If you look at the relative position of America versus other civilizations and cultures, there is no doubt that America has an incredible advantage. If you want to think of it in economics, think of it as an economic advantage. The advantage of having young workers, young educated workers. Compare that to Europe, which has had a birthrate decline from the last several decades that is now apparently almost irreversible and Asia, which had been in recent years the real focus of concern about population growth, which is now actually being challenged by a population dearth. You even have China rethinking its infamous one child only policy because it turns out that one child only isn’t going to support a civilization in which you have multiple parents, grandparents, aunts and uncles that are going to need support. In fact, they are going to need workers and institutions that are going to need students and all the rest.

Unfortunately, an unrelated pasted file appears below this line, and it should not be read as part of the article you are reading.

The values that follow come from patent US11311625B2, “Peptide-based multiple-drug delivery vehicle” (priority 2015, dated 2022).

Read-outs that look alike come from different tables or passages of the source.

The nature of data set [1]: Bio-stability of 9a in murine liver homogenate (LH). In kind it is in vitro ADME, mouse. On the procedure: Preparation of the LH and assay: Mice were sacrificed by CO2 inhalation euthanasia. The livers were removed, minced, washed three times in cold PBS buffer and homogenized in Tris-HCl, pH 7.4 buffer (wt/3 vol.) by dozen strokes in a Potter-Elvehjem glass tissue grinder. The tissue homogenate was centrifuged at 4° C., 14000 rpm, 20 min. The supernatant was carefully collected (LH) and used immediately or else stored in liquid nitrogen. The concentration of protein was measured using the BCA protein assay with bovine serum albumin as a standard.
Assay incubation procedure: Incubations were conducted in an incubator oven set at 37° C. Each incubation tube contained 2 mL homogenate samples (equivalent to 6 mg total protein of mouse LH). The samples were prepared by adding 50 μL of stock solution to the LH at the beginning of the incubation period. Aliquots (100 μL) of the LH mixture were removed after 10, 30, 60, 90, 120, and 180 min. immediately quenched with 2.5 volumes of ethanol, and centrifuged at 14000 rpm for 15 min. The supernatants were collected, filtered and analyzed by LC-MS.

Kotkin says the great struggle of the next fifty years will be between two competing ideologies. He calls one the "steady state agenda" modeled by much of Europe (France in particular), where there is very little ambition for development and progress. It's an assumption or concession of sorts that your best days are behind you, that what's important now is to maintain as much of your culture and comforts as you can for as long as you can. On the other side is the "upward mobility agenda," which has been a historically American doctrine, but is now waning in certain sectors. It refuses to rest on laurels, accept the status quo, or be content to leave things just as they are. The first agenda has a more pessimistic view of the future and is accompanied by lower populations, fewer children and less economic growth. The second is quite the opposite. When adhered to, both become self-fulfilling prophecies. On that subject, I recently heard from a 36-year-old woman who is pregnant and terrified of telling her husband about the pregnancy–for fear that he will demand she have another abortion. In the second of her two emails she revealed that though she didn't want an abortion, she was afraid her husband could talk her into one again–by playing upon her fears that the current state of the world is no place to raise a child.